AJ McCarron has heard all of the modest expectations attached to his signing with the Buffalo Bills.
He's supposed to be a "bridge," someone keeping the seat warm until the Bills get their "real" quarterback with a first-round pick in next month's NFL Draft.
Such talk never discouraged the former Cincinnati Bengals backup from choosing to sign as a free agent with the Bills Wednesday.
"I thought it was just a great opportunity for myself to be able to come up here and be able to compete for a starting job," McCarron told reporters at One Bills Drive Thursday. "And that's all you can ask for in this league. That was the main thing I was saying when I was in Cincinnati. It wasn't about money, it wasn't about anything. My background, I come from absolutely nothing. I've only just known ball. And I just wanted a chance to compete and play, and it felt like I would have that opportunity here.
"I think just being in the situation and seeing the situation whether they're going to draft somebody or not, I think it's just a great opportunity to be able to compete and really showcase, day in and day out, what you're able to do and have a chance to achieve the ultimate goal and that's the start."
There's speculation that the Bills are poised to select one of the so-called top-four quarterback prospects -- USC's Sam Darnold, UCLA's Josh Rosen, Oklahoma's Baker Mayfield or Wyoming's Josh Allen -- after trading up from the 21st to the 12th overall pick while still owning the 22nd choice to possibly work into another upward trade.
McCarron insists he isn't allowing himself to get caught up in any such discussion.
"I try not to ever waste any mental thought on it, because it's something I can't control," he said. "And there's no reason for me to really put any thought into it, just to be honest with you, just because it creates mental clutter for my process that I need to do day in and day out to be the best player I need to be."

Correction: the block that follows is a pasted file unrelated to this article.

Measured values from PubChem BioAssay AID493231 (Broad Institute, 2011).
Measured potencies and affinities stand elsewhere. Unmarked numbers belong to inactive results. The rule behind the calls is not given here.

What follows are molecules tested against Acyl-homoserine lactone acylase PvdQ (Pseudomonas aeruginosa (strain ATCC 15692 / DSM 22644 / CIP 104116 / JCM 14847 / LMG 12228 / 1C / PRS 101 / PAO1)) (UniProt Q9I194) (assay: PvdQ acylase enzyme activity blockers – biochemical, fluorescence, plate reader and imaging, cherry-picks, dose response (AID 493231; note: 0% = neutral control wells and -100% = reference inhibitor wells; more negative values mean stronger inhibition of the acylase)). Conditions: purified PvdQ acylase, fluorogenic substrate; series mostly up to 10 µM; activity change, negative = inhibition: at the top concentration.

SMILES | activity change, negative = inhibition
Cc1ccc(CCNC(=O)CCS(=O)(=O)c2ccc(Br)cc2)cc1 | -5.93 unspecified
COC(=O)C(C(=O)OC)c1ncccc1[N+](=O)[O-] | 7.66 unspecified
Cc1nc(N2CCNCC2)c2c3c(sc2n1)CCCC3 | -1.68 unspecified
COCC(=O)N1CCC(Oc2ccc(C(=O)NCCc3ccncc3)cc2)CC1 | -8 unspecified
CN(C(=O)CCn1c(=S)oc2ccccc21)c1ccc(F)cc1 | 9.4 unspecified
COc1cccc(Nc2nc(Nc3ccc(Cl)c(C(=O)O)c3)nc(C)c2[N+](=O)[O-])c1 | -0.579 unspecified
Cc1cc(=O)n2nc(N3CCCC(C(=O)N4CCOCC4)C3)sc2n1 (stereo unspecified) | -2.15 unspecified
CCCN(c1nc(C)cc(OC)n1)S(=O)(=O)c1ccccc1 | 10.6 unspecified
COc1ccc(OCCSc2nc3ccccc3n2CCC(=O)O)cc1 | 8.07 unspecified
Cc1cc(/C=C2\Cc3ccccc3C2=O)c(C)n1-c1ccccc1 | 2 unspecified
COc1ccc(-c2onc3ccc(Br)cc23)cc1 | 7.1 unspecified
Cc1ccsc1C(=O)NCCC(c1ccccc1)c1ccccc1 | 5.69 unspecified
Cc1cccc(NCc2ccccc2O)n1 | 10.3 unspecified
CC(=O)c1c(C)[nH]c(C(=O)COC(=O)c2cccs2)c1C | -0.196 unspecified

The moment McCarron's signing was announced, media and fans identified him as the "bridge quarterback" the Bills were expected to acquire before the draft.
According to conventional wisdom, if he does win the starting job, he won't keep it beyond the 2018 season. It might, in fact, be something that lasts a matter of games. At the first sign that McCarron is struggling, there will be calls for the rookie, whoever that might be, to take over.
McCarron shrugs at how his role is widely perceived.
"Well, I think a lot of people have labels," he said. "You can either let it affect you and how you go about your work and let that define you, or you change everybody’s thought process on you. That’s always been my mindset -- to change everybody that has any doubt or anything and just come in and work my tail off. Really, just show this organization, from everybody from the top to the bottom, that I’m here to work and be a team guy and try to help this team win in any way possible."
After leading Alabama to back-to-back BCS national championships in 2011 and 2012, and posting a 36-4 record in three years with the Crimson Tide, McCarron found himself in a humbling place in the NFL. The Bengals made him a fifth-round draft pick (164th overall) in 2014, and he spent the next four seasons backing up Andy Dalton.
For his pro career, McCarron has three regular-season starts and a playoff start.
How difficult was it do more watching than playing?
"It’s always tough as a competitor, but I also knew the situation I was going in to," McCarron said. "AD had been an established starter and had done a great job for them in the Cincy organization. So I knew the situation I was coming in to.
"My thought process was push AD to be the best player he can be, push us both and then learn to really almost be a servant again rather than a leader and then figure out the best way to help the team by another role. And that’s what I tried to do."